Small business decides: Adore Beauty founder Kate Morris on the importance of high-speed internet

Laying down the law: Why Kate Morris chose to be an online entrepreneur instead of a lawyer

SmartCompany is speaking to small business owners and members of the small business community about the issues that are most important to them in the lead up to the 2016 federal election. 

Kate Morris founded her online retail business Adore Beauty in her garage back in 2000. Today, the company turns over around $15 million and has its eyes set on tackling the Chinese market. Adore Beauty is located in Northcote, which is situated in the federal seat of Batman. This year, Batman is shaping up to be a fierce contest between Labor incumbent David Feeney and Greens challenger Alex Bhathal.

“What’s the biggest issue for me? Right now, to be honest, it’s the NBN [National Broadband Network]. It has really only come to my attention since we moved premises and moved away from NBN infrastructure.

We now remember how bad it is to try to run a business on copper. It’s just impossible.

For me, it’s not just a problem for our business – it’s any business. It’s brought it home to me how much a waste of time it is throwing money on innovation in any way unless you have the right infrastructure in place for tech-enabled businesses to grow.

You’ve got to get the basics right first. Otherwise, it doesn’t matter what kind of window dressing you put on it – innovation boards and that sort of thing. In the end, if you don’t have infrastructure you can’t innovate.

Rather than the NBN being an election issue, I’d rather it be something we all agree is fundamental for the future of business in this country. The thing that really infuriates me is turning it into some political point-scoring opportunity.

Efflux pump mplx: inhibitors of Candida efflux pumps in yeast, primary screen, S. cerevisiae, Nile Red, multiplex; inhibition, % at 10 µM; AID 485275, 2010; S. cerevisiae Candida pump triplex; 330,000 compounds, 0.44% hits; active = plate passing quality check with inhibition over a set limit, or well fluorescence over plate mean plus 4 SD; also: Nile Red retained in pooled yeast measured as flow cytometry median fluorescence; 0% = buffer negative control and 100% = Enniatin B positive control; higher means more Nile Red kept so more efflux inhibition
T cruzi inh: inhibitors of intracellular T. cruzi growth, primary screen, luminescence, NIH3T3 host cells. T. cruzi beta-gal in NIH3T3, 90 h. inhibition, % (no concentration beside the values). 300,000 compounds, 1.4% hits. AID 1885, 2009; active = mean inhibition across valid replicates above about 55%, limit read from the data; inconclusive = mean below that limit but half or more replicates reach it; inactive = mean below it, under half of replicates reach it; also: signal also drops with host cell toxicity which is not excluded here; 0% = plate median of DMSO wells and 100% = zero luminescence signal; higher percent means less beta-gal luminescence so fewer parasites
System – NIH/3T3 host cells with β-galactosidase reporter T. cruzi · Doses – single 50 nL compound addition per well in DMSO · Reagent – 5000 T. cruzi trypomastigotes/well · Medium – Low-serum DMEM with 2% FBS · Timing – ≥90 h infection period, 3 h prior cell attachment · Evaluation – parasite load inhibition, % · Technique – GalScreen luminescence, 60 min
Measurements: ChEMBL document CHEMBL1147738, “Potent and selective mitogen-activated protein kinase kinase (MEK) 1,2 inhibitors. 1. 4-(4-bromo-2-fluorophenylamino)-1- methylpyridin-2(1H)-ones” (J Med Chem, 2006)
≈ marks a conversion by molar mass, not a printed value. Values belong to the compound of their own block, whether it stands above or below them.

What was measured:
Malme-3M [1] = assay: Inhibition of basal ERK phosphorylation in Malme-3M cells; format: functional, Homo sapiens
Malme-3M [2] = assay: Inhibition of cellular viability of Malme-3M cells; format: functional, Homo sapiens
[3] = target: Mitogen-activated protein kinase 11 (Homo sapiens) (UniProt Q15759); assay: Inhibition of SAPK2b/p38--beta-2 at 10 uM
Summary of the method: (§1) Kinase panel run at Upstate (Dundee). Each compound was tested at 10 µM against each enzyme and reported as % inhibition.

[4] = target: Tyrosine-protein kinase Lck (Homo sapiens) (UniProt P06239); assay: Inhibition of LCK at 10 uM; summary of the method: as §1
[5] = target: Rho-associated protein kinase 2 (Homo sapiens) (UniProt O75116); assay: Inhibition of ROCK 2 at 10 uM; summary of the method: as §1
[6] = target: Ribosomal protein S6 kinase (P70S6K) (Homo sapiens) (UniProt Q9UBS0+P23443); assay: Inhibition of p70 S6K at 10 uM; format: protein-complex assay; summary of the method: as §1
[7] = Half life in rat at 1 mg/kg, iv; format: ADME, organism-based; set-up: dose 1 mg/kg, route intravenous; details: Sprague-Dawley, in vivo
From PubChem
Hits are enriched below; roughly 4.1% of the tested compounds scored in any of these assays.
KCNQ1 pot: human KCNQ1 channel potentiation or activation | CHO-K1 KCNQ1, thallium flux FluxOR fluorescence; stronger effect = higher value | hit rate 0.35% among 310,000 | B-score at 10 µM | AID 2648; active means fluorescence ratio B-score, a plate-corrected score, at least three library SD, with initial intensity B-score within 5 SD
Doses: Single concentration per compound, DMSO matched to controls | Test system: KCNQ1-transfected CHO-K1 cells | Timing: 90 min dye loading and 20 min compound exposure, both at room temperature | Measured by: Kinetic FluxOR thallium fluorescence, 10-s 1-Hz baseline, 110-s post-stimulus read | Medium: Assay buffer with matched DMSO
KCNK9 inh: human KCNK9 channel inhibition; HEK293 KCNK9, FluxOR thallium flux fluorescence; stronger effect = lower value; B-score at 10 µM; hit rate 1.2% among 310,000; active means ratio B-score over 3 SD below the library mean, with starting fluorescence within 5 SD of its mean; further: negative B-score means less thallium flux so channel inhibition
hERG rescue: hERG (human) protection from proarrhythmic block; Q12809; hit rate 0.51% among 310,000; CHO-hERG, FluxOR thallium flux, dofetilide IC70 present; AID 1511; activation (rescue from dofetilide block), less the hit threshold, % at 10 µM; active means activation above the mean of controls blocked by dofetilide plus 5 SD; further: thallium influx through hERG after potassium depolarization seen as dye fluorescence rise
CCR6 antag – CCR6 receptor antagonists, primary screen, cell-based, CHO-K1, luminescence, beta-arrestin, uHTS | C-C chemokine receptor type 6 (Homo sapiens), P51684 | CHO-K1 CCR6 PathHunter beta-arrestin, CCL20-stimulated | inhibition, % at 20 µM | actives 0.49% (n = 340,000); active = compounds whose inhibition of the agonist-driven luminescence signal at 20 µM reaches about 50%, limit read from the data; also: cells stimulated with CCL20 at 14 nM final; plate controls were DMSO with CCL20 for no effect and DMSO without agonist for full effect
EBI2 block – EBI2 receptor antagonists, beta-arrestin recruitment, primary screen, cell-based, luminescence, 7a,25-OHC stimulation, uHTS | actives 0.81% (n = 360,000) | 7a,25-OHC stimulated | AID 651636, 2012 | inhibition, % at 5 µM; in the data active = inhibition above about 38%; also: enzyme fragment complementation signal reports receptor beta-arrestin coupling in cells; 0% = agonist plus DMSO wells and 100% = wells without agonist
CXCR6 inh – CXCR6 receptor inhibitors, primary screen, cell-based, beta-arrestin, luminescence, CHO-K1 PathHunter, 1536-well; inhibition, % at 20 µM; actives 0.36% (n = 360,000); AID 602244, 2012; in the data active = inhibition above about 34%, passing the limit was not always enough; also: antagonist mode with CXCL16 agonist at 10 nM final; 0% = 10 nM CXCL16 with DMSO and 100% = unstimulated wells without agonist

It’s not about Netflix. And it’s certainly not about what we need right now, even though that’s not being met.

It’s about what Australia needs to be globally competitive into the future.

Australia is a long way from anywhere. The internet is more important to us than anywhere else if we want to keep businesses here.”

For the 2016 federal election, SmartCompany is canvassing small businesses across the country to find out the issues most important to them. If you would like to get involved, email: [email protected]


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Christine Sutherland
Christine Sutherland
5 years ago

It’s so difficult to understand how our internet could have become so outdated that it seriously sabotages Australian business. Much of our business is online, as are many businesses today in one way or another. Sitting here waiting for my sites to load up, and to upload and manipulate content, is mind numbingly slow.

My productivity could easily quintuple if only there was access to even moderately-good internet speed.

Australia’s lack of basic communication infrastructure is a critical drain on productivity, innovation, and business success.